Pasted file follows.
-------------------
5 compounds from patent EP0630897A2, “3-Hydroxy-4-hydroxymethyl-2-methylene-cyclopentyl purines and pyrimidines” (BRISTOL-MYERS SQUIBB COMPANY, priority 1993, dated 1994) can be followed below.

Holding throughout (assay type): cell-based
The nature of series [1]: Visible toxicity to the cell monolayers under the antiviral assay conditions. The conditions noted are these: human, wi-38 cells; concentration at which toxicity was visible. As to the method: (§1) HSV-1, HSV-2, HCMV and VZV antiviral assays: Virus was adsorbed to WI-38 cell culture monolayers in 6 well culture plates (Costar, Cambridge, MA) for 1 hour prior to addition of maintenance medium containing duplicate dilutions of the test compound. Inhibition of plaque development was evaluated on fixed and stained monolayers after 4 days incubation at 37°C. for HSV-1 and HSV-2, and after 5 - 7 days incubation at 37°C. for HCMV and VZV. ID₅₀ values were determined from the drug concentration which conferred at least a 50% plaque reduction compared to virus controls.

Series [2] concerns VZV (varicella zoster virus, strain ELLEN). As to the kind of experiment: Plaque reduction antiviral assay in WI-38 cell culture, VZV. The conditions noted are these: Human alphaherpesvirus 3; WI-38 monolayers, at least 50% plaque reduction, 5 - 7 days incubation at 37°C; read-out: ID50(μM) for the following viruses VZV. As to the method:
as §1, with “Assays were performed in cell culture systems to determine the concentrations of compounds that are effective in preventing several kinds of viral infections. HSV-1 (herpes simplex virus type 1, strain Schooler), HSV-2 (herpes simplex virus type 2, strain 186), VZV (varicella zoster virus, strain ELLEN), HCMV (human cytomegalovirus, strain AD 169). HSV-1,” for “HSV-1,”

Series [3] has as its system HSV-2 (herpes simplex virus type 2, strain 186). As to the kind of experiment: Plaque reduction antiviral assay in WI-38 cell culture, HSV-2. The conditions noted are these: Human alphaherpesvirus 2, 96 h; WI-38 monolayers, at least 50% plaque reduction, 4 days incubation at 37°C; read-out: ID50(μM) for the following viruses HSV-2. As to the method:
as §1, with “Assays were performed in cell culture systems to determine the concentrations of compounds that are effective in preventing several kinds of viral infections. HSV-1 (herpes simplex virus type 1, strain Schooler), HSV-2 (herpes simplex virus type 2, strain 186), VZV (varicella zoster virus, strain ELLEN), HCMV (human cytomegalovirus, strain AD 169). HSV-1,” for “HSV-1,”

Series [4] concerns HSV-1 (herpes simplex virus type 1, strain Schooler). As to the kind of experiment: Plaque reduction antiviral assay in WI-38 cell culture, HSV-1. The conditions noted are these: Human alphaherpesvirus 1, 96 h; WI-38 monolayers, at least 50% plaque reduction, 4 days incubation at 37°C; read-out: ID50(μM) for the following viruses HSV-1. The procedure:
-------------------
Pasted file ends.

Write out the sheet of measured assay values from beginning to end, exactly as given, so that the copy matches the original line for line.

5 compounds from patent EP0630897A2, “3-Hydroxy-4-hydroxymethyl-2-methylene-cyclopentyl purines and pyrimidines” (BRISTOL-MYERS SQUIBB COMPANY, priority 1993, dated 1994) can be followed below.

Holding throughout (assay type): cell-based
The nature of series [1]: Visible toxicity to the cell monolayers under the antiviral assay conditions. The conditions noted are these: human, wi-38 cells; concentration at which toxicity was visible. As to the method: (§1) HSV-1, HSV-2, HCMV and VZV antiviral assays: Virus was adsorbed to WI-38 cell culture monolayers in 6 well culture plates (Costar, Cambridge, MA) for 1 hour prior to addition of maintenance medium containing duplicate dilutions of the test compound. Inhibition of plaque development was evaluated on fixed and stained monolayers after 4 days incubation at 37°C. for HSV-1 and HSV-2, and after 5 - 7 days incubation at 37°C. for HCMV and VZV. ID₅₀ values were determined from the drug concentration which conferred at least a 50% plaque reduction compared to virus controls.

Series [2] concerns VZV (varicella zoster virus, strain ELLEN). As to the kind of experiment: Plaque reduction antiviral assay in WI-38 cell culture, VZV. The conditions noted are these: Human alphaherpesvirus 3; WI-38 monolayers, at least 50% plaque reduction, 5 - 7 days incubation at 37°C; read-out: ID50(μM) for the following viruses VZV. As to the method:
as §1, with “Assays were performed in cell culture systems to determine the concentrations of compounds that are effective in preventing several kinds of viral infections. HSV-1 (herpes simplex virus type 1, strain Schooler), HSV-2 (herpes simplex virus type 2, strain 186), VZV (varicella zoster virus, strain ELLEN), HCMV (human cytomegalovirus, strain AD 169). HSV-1,” for “HSV-1,”

Series [3] has as its system HSV-2 (herpes simplex virus type 2, strain 186). As to the kind of experiment: Plaque reduction antiviral assay in WI-38 cell culture, HSV-2. The conditions noted are these: Human alphaherpesvirus 2, 96 h; WI-38 monolayers, at least 50% plaque reduction, 4 days incubation at 37°C; read-out: ID50(μM) for the following viruses HSV-2. As to the method:
as §1, with “Assays were performed in cell culture systems to determine the concentrations of compounds that are effective in preventing several kinds of viral infections. HSV-1 (herpes simplex virus type 1, strain Schooler), HSV-2 (herpes simplex virus type 2, strain 186), VZV (varicella zoster virus, strain ELLEN), HCMV (human cytomegalovirus, strain AD 169). HSV-1,” for “HSV-1,”

Series [4] concerns HSV-1 (herpes simplex virus type 1, strain Schooler). As to the kind of experiment: Plaque reduction antiviral assay in WI-38 cell culture, HSV-1. The conditions noted are these: Human alphaherpesvirus 1, 96 h; WI-38 monolayers, at least 50% plaque reduction, 4 days incubation at 37°C; read-out: ID50(μM) for the following viruses HSV-1. The procedure: